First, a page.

‘We’re able to find the right balance between me being their team-mate and their teacher’
BRÍD O’SULLIVAN MAY decide to ease off on the homework next week if Mourneabbey make it through to another All-Ireland ladies senior club football final.
Mourneabbey captain Bríd O’Sullivan.
Source: Morgan Treacy/INPHO
That’s because captain O’Sullivan teaches six of her club-mates at St Mary’s Secondary School in Mallow.
Aisling Cronin, Kate O’Brien, Ciara O’Callaghan, Ciara Lawlee, Eva Langford and Anna Ryan are all members of the Mourneabbey squad preparing for Sunday’s trip to Clonberne Sports Field (2pm), where the Cork and Munster champions will tackle Galway’s Kilkerrin-Clonberne in the All-Ireland semi-final.
O’Sullivan revealed last year that the various age groups in the Mourneabbey are ranked as ‘Nazareth’, ‘half-way’ and the ‘creche.
Nazareth refers to a local nursing home in Mallow while O’Sullivan reckons that her students have firmly taken over the creche mantle.
The 25-year-old smiles: “They’re great girls, brilliant footballers and they’re a pleasure to deal with at training.
“We’re able to find the right balance between me being their team-mate and their teacher at school!”
When Mourneabbey defeated West Cork after a replay to land a fifth successive county title recently, O’Callaghan, Ryan and Cronin all made appearances off the bench.
Indeed, Ryan started the drawn game against West Cork, and the emergence of talented young players supplements what’s already a formidable squad.
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On Sunday, Mourneabbey face Kilkerrin-Clonberne in the club championship for the first time since 2015.
In the semi-final three years ago, Mourneabbey made home advantage count but only just, as they dug out a one-point win, 2-11 to 2-10.
Lining out for Cork earlier this year.
Source: Laszlo Geczo/INPHO
And while the perception might be that there’s an elusive All-Ireland title there for the taking after Kilkerrin-Clonberne knocked out last year’s winners Carnacon, O’Sullivan is under no illusions about the scale of the weekend’s task.
The versatile O’Sullivan, who can operate in attack or midfield, recalls: “The last time we played them, it was a point in the difference in Mourneabbey.
“It’s the reverse this time – we’re heading up to them.
“They’re very similar to us, they have a very young team and lots of pace all over the pitch.I think that we would be very well matched – and it’s a really big challenge for us.”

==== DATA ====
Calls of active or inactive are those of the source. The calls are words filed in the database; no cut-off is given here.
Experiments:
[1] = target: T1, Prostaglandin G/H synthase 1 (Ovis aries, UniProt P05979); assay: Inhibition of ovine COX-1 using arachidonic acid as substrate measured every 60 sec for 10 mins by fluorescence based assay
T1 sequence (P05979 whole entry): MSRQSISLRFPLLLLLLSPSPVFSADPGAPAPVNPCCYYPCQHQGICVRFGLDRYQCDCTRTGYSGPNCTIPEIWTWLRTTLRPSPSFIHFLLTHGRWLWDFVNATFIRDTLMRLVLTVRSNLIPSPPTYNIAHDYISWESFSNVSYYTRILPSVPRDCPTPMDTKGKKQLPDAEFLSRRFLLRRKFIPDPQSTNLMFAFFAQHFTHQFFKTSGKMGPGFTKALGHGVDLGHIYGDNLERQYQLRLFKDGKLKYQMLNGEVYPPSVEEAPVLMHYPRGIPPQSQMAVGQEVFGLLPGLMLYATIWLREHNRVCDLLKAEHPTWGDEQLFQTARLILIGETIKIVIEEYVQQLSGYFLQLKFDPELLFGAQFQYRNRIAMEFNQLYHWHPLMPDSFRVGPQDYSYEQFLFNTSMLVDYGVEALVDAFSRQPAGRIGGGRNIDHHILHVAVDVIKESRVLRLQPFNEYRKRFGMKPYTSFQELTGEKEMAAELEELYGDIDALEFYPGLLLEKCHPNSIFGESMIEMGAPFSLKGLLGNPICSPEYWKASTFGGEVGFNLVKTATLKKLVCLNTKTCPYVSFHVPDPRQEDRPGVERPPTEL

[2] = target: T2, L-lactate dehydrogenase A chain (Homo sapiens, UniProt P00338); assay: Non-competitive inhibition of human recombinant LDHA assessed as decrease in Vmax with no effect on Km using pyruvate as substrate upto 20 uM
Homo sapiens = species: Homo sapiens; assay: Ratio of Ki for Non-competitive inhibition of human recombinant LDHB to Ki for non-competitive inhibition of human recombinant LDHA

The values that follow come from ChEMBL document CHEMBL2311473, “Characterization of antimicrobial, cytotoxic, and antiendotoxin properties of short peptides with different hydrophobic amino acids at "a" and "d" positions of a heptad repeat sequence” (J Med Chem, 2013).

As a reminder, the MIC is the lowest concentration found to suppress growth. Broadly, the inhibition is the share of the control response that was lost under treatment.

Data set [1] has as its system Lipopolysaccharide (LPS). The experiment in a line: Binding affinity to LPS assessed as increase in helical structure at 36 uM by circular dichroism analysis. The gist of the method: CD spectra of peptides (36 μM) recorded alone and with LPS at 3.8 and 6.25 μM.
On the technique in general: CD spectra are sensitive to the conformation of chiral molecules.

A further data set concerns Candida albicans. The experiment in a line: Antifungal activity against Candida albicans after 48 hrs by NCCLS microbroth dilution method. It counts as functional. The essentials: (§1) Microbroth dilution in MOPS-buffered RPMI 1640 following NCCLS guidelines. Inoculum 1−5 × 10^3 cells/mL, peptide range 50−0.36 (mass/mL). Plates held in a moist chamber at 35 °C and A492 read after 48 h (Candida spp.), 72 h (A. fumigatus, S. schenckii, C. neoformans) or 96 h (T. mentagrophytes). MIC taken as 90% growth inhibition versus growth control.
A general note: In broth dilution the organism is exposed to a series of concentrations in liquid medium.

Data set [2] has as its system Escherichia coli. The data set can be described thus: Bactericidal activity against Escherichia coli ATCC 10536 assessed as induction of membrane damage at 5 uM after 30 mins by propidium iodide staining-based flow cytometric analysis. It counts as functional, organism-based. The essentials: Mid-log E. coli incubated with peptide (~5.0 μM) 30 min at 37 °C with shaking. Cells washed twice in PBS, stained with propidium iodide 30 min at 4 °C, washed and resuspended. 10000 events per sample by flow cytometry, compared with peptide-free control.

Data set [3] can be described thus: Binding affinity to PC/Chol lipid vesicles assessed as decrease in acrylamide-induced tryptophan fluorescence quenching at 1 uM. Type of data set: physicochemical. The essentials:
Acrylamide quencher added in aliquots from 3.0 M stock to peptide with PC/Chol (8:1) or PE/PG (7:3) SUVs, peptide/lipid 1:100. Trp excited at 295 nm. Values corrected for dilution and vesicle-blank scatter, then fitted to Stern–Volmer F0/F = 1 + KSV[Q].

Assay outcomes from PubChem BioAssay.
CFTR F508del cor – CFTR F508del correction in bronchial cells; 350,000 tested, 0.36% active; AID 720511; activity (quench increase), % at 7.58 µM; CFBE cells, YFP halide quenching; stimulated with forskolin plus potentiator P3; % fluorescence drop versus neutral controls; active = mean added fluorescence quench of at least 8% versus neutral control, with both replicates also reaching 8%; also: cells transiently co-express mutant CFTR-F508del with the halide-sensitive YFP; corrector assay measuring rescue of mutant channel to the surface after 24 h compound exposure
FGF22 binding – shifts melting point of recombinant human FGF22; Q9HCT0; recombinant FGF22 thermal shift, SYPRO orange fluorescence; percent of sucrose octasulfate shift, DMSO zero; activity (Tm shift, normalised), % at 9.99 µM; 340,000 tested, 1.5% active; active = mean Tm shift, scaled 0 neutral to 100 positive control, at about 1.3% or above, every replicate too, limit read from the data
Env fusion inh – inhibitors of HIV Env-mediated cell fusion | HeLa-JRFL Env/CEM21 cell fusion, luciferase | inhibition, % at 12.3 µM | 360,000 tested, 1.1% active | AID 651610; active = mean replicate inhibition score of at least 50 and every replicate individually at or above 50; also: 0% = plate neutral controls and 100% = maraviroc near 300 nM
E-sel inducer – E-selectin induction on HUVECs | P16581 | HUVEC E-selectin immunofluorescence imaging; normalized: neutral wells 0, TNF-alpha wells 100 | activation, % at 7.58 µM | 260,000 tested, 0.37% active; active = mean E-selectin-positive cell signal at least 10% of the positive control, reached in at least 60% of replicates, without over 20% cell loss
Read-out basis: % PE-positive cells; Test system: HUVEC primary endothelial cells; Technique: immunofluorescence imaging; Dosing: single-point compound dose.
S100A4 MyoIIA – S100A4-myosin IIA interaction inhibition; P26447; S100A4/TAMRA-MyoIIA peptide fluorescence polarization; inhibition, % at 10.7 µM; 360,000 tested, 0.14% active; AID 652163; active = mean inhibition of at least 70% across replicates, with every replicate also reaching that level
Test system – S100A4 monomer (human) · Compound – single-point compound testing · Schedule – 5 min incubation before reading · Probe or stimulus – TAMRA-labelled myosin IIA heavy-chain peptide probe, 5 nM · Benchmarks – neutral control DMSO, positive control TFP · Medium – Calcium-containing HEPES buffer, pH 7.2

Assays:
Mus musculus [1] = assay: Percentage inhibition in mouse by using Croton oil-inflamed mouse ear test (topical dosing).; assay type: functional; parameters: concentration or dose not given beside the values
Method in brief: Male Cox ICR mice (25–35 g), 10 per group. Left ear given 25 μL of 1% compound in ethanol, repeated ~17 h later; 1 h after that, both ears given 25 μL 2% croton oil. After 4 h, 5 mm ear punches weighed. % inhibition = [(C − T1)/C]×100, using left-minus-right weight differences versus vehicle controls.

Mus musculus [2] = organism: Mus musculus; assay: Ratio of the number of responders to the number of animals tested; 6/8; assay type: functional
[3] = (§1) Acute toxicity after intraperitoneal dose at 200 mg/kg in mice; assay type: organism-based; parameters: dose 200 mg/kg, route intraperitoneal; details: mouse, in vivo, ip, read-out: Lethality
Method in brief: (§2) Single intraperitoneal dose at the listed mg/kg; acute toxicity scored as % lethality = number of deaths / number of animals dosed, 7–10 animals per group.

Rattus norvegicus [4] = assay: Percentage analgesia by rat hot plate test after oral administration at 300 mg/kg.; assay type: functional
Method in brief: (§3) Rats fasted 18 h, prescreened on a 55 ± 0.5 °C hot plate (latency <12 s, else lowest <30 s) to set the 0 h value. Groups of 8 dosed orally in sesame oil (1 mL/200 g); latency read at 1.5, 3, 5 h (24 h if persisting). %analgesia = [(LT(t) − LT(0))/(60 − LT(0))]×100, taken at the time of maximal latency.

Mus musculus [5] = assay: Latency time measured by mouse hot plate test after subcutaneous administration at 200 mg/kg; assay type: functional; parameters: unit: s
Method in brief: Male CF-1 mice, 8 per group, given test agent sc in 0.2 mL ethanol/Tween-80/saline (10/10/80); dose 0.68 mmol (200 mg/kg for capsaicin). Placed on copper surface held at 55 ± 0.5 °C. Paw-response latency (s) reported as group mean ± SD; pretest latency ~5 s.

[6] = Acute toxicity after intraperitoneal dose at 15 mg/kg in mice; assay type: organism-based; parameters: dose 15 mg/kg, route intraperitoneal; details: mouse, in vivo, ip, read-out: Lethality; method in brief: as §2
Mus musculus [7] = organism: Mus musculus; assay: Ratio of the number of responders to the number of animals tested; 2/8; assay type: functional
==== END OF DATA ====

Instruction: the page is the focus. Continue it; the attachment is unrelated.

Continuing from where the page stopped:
Semi-Finalists Mourneabbey, Kilkerrin-Clonberne, Donaghmoyne and Foxrock-Cabinteely are no strangers to this stage of the competition in recent years but of that quartet, only Monaghan stars Donaghmoyne have gone all the way.
O’Sullivan says: “Of the four teams left, we’re all familiar with each other.
“We would have played each other over the last few years and all of the teams have been knocking on the door.
“It is interesting that way and when it comes to this stage of the year, anything can happen.
“It’s just down to what team is able to cope with what the day throws up.
“Even in the Cork championship, we drew with West Cork the first day in the county final. We’ve had a few challenges that we’ve had to look back on and look at what happened and what we can do to improve.
“Our experience of this year, in particular, and the experience we’ve had in the last few years might help us this weekend.”
Leading Mourneabbey out on All-Ireland final day in 2017.
Source: Oisin Keniry/INPHO
Mourneabbey built on that county final win by adding a fifth successive provincial A title – but the All-Ireland crown is the one they want.
They’ve lost finals in 2014, 2015 and 2017, and O’Sullivan reflects: “You’d look back on all of the finals and say we didn’t play to our potential – but last year (against Carnacon) in particular.
“When you don’t play to your potential, it does give you a reason to come back, you feel you haven’t done yourself justice.
“Hopefully we might be able to do something to right the wrongs of the last couple of years.
“The thing is with Mourneabbey, we’re so close as a group of friends as well. Even when we’re not playing football, we stick together and because we are great friends outside of it, everyone on the team has the same mission.
“Because of that, nobody want to let anyone down. I think that’s what maybe brings everybody back year on year.”
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